Illuminating and Transforming The Darkness

Darkness and light. Wounded healers. Compassion. Forgiveness. These are all thoughts rolling around in my brain and echoing through my soul today.

I’ve started reading Brennan Manning’s book, Abba’s Child. You know how it is when you don’t even realize you’re thirsty, but then you take a drink of water, and it’s so cold and refreshing and satisfying and you suddenly can’t get enough water? That’s how I feel reading this book. I didn’t even realize my soul was thirsty for these truths.

In Chapter One, Manning writes, “God not only forgives and forgets our shameful deeds but even turns their darkness into light.” He goes on to write, “Christians who remain in hiding continue to live the lie. We deny the reality of our sin. In a futile attempt to erase our past, we deprive the community of our healing gift. If we conceal our wounds out of fear and shame, our inner darkness can neither be illuminated nor become a light for others.” Referencing Henri Nouwen’s work, Manning goes on, “The Wounded Healer implies that grace and healing are communicated through the vulnerability of men and women who have been fractured and heartbroken by life.” 

Really, I could read and re-read those words all day long. “If we conceal our wounds out of fear and shame, our inner darkness can neither be illuminated nor become a light for others.” In order to truly light the way for others, we must be vulnerable.

Earlier in Chapter One, Manning writes of how we Christians, especially in the American church, are so hard on ourselves, that we actually have an “intense dislike” for ourselves. We beat ourselves up over our shortcomings. I think this is why so many of us within the church carefully hide what we consider to be our darkest sins, our hardest battles. Manning’s answer to this self-hatred or, at the least, self-dislike — “We learn to be gentle with ourselves by experiencing the intimate, heartfelt compassion of Jesus.”

I think it’s hard for us to experience that heartfelt compassion. Many of us believe that Jesus can be compassionate about some of our sins, but the darkest, blackest ones just make Him angry or disgusted or repelled. I read recently “Nothing about you repulses Jesus.” And the truth of that statement was like a giant spotlight on a little notion my brain has held onto forever. I didn’t even realize I’d thought it. But yeah, a little part of me thought that certain bits of me repulse Jesus. Have you ever thought that too? Well, we should stop with that thinking because it’s not true. As Brennan Manning says at the beginning of Chapter One, “God is relentlessly tender and compassionate toward us just as we are – not in spite of our sins and faults (that would not be total acceptance), but with them.” God is not repelled by us. He is compassionate – intimately compassionate – toward us.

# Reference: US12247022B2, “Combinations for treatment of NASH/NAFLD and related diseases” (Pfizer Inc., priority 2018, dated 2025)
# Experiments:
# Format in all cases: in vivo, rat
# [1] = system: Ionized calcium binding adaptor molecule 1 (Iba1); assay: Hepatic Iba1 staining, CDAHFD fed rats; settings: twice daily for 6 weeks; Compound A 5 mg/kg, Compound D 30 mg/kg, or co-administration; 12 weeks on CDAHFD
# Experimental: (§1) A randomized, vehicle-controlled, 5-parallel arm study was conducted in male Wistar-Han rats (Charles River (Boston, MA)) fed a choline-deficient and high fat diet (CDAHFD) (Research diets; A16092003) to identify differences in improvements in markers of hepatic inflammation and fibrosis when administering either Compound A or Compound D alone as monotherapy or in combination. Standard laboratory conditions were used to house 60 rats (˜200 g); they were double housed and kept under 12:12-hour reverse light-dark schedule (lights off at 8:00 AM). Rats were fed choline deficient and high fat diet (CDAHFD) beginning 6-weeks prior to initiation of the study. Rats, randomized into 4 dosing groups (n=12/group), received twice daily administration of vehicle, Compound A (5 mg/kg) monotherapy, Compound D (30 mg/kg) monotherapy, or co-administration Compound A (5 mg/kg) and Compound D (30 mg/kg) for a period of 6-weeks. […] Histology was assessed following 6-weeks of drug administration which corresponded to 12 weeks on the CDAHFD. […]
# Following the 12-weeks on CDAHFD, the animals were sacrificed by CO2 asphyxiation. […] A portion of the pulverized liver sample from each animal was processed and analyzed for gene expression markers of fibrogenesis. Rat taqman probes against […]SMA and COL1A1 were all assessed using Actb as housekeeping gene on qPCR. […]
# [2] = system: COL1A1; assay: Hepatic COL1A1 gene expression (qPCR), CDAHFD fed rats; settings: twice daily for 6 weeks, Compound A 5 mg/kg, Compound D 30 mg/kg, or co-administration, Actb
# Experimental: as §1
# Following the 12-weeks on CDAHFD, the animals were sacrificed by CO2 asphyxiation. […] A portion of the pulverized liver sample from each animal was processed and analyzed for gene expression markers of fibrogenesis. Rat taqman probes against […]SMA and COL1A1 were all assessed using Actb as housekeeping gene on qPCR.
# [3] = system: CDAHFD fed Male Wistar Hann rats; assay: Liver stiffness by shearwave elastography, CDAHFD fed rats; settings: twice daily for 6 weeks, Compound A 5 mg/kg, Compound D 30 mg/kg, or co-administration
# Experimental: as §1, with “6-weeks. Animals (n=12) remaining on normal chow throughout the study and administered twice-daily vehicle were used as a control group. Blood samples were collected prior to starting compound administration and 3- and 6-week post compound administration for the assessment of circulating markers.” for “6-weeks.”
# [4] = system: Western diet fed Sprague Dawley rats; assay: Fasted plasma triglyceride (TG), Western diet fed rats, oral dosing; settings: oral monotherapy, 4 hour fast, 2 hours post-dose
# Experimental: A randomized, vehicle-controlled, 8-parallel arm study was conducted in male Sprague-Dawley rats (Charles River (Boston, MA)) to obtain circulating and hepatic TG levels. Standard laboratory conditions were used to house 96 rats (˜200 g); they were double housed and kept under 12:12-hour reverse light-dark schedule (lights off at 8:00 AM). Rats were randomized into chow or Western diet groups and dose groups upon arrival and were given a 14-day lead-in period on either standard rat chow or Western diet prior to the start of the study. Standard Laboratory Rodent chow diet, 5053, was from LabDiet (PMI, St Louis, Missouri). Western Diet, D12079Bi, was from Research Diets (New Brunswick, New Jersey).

Once we begin to experience that heartfelt compassion, that relentless tenderness of Jesus, we can begin to open up the darkest places of ourselves for His light to shine on. And as His light shines on those places, the darkness is not only exposed but transformed into light.

The more we hide our sins and weaknesses and struggles in the darkest corners of ourselves, the more we hold onto shame and self-hatred, the less light there is in us. And not only that – we are not effective in communicating grace and healing. Of course not! We haven’t fully experienced grace and healing if we’re hiding bits of ourselves in the deep, dark closets of our souls. And we cannot communicate a grace and healing we ourselves have not fully embraced.

In God’s economy the best healers, the most effective healers, are the ones who have most fully experienced healing themselves and who then communicate that compassion and grace through their own vulnerability and brokenness.

I don’t think we have to broadcast all of our sin and brokenness for all the world to see. That is not always wise. But we can begin by being real with God Himself, by letting light shine on some of our darkness and transform it to light. We can wisely choose some people with whom we can be vulnerable. We can trust that truly all things do work together for good, including our sin and weakness.

And then, as we experience the relentless compassion of our Father God, we can share that compassion and grace with others by telling them how He transforms our darkness to light.

Isn’t it exhausting to work so hard to conceal our wounds out of fear and shame? Maybe 2014 is the year that the darkness of fear and shame will be chased out by the light of compassion and forgiveness.

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